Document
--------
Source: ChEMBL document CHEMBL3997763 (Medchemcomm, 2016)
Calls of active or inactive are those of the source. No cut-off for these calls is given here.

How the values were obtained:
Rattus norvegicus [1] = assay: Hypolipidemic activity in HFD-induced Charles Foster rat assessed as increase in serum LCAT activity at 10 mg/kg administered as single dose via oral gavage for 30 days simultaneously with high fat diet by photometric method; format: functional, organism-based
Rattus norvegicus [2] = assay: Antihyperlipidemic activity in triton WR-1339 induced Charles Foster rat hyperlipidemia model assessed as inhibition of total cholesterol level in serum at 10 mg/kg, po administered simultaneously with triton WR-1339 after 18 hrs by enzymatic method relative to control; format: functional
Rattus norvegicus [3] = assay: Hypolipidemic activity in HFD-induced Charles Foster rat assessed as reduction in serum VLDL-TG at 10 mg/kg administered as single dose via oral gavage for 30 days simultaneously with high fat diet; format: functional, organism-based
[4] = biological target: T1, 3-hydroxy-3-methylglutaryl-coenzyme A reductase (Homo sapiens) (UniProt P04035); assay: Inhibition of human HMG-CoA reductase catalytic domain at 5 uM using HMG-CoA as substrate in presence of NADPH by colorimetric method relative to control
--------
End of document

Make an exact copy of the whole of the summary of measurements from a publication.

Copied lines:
Source: ChEMBL document CHEMBL3997763 (Medchemcomm, 2016)
Calls of active or inactive are those of the source. No cut-off for these calls is given here.

How the values were obtained:
Rattus norvegicus [1] = assay: Hypolipidemic activity in HFD-induced Charles Foster rat assessed as increase in serum LCAT activity at 10 mg/kg administered as single dose via oral gavage for 30 days simultaneously with high fat diet by photometric method; format: functional, organism-based
Rattus norvegicus [2] = assay: Antihyperlipidemic activity in triton WR-1339 induced Charles Foster rat hyperlipidemia model assessed as inhibition of total cholesterol level in serum at 10 mg/kg, po administered simultaneously with triton WR-1339 after 18 hrs by enzymatic method relative to control; format: functional
Rattus norvegicus [3] = assay: Hypolipidemic activity in HFD-induced Charles Foster rat assessed as reduction in serum VLDL-TG at 10 mg/kg administered as single dose via oral gavage for 30 days simultaneously with high fat diet; format: functional, organism-based
[4] = biological target: T1, 3-hydroxy-3-methylglutaryl-coenzyme A reductase (Homo sapiens) (UniProt P04035); assay: Inhibition of human HMG-CoA reductase catalytic domain at 5 uM using HMG-CoA as substrate in presence of NADPH by colorimetric method relative to control